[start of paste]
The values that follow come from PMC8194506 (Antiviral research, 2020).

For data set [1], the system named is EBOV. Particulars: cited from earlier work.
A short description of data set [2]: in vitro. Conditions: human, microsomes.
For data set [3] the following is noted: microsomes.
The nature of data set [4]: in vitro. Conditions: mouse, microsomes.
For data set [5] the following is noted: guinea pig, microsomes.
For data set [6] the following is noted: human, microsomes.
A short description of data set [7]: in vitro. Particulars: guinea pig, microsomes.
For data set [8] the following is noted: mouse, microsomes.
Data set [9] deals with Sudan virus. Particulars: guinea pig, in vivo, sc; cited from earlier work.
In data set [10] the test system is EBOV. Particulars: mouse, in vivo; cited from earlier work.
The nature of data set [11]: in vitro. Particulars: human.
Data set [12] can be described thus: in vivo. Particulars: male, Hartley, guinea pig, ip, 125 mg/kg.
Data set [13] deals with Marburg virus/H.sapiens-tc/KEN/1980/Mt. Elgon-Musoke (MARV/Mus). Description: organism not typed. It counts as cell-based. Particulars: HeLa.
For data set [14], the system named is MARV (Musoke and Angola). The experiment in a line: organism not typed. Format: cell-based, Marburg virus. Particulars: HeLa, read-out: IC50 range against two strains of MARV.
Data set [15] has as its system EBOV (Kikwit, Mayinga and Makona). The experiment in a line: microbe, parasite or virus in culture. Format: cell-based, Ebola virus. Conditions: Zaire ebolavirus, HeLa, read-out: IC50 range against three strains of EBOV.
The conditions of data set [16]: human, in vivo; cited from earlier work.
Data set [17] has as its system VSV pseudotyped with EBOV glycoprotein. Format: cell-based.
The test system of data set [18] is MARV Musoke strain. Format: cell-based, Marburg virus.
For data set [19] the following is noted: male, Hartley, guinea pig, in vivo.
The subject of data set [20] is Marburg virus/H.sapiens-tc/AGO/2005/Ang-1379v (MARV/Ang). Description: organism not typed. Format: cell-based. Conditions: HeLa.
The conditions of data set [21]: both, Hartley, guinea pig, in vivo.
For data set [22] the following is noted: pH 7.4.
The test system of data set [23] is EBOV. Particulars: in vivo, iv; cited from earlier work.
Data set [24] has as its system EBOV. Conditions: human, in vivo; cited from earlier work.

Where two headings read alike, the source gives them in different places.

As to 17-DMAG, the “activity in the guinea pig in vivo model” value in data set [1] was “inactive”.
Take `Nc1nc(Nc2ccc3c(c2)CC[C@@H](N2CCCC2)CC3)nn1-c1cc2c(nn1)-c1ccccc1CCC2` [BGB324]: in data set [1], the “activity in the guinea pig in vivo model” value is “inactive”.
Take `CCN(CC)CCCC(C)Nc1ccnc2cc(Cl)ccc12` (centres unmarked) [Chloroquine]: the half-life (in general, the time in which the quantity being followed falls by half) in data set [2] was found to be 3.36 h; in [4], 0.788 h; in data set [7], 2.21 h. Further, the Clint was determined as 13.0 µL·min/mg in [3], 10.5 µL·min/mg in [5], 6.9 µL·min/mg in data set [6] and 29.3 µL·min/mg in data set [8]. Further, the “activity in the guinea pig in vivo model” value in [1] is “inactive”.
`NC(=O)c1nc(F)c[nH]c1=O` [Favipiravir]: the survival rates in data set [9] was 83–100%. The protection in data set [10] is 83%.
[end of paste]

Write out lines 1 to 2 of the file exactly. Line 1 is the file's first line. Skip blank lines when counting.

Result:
The values that follow come from PMC8194506 (Antiviral research, 2020).

For data set [1], the system named is EBOV. Particulars: cited from earlier work.